Paleontology major proposes to make T-Rex new MSU mascot

While Champ has served the community of Montana State University well for many years, some students are up for a change. A recent suggestion by a paleontology major (his name has been removed for his own safety against radical Champ-ists) that has become more popular suggests that MSU officially change its mascot from the Bobcat to the mighty Tyrannosaurus Rex. While first met with criticism, the idea has gained popularity and has been recognized as an issue by the athletic staff.

Many at MSU deem a mascot change unnecessary. While many freshmen and sophomores are in favor or indifferent about the mascot change, the majority of the upperclassmen are strongly against it and have voiced their opinions on it. A sign was seen outside of Roberts Hall displaying the words, “Once a Bobcat, always a Bobcat.” The song “Everybody Wants to be a Cat” has been playing on repeat in Wilson Hall, and Champ himself was seen wearing an anti-tyrannosaurus rex shirt with the phrase, “T-Rex? No way!” Head football coach Bob Dust made a public statement against the idea of the new mascot. “The only change I want is Champ Change,” Coach Dust said.

The new mascot has its share of supporters however. Paleontologist Jake Hornblower, the staff at the Museum of the Rockies and men’s basketball head coach Ryan Trout all expressed interest in the idea of the T-Rex as a mascot. “We could construct a 20 foot high and 40 foot long statue in the middle of campus and call him Rex,” Museum of the Rockies night guard Larry Weekly said. “The Tyrannosaurus Rex was a fearsome creature with massive jaw strength that roamed the lands of North America 65 million years before the appearance of the bobcat,” Hornblower said. Coach Trout mentioned his opinion in a recent interview. “The T-Rex was extremely tall,” Trout said. “Not only that, but it could eat grizzly bears for breakfast.”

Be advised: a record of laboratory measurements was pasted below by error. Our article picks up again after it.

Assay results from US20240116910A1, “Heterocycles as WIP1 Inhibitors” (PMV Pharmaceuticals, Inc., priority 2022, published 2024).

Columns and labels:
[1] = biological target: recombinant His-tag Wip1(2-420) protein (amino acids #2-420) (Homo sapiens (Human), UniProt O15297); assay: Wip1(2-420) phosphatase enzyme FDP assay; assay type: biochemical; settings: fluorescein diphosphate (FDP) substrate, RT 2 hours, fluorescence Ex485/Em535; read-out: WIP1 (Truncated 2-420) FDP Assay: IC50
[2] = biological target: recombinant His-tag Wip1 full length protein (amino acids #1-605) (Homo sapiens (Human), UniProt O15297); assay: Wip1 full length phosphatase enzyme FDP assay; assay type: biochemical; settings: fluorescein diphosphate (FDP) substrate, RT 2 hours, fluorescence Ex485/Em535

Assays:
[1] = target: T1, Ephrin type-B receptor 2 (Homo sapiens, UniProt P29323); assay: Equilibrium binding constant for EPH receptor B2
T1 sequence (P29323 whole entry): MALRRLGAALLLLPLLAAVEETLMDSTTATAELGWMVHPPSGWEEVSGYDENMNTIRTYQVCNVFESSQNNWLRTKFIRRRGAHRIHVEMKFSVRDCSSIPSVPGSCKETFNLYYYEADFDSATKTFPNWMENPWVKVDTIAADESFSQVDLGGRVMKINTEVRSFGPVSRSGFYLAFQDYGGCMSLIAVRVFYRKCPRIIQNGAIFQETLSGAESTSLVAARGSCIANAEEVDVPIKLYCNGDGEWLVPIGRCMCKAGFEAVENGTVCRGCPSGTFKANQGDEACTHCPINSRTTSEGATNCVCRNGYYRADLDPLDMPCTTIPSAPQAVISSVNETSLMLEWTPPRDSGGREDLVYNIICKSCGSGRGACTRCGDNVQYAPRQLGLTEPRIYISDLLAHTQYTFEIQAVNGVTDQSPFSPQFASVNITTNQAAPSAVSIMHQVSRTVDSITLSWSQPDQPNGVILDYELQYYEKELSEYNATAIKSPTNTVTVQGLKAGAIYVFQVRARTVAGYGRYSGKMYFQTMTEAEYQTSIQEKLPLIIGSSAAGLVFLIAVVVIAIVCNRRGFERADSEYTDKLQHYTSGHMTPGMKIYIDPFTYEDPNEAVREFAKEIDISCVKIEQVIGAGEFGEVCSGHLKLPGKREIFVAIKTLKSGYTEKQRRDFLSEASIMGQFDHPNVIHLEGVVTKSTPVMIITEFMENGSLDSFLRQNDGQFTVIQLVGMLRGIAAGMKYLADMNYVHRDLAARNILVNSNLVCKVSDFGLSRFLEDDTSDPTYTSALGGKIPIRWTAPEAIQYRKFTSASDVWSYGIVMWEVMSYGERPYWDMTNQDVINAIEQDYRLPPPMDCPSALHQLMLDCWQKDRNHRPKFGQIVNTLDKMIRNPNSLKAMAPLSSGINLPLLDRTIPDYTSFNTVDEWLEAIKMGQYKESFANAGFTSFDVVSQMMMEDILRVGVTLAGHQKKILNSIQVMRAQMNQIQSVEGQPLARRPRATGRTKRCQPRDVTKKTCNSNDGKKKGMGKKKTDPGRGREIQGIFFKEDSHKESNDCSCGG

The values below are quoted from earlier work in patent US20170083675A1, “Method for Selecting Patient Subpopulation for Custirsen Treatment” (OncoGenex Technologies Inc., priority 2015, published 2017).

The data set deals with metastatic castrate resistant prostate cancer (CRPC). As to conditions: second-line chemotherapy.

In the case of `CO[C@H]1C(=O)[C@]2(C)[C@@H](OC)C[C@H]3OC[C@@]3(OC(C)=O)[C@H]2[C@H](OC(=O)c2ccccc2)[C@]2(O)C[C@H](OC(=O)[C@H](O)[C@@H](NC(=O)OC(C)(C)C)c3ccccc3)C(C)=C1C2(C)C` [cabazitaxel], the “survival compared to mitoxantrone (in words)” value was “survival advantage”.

The athletic department at MSU has looked into the situation and has yet to make a decision as to whether or not to consider the T-Rex as a likely candidate to replace Champ. While it is undoubtedly fearsome, the fact that it has been extinct for 65 million years deflates some air out of Rex-supporters’ sails.

“We should take our time and not rush into any rash decisions,” Coach Trout said. “Who knows, maybe 65 million years from now Montana State University will be the home of the Tyrannosaurus Rex.”

“Editors note: this article appeared in the March 26, 2015 edition of the Exponent, the “Excrement”. The edition is the annual April Fool’s edition of the paper. All articles are satire. For questions and comments please contact editor@exponent.montana.edu or (406)994-2224.”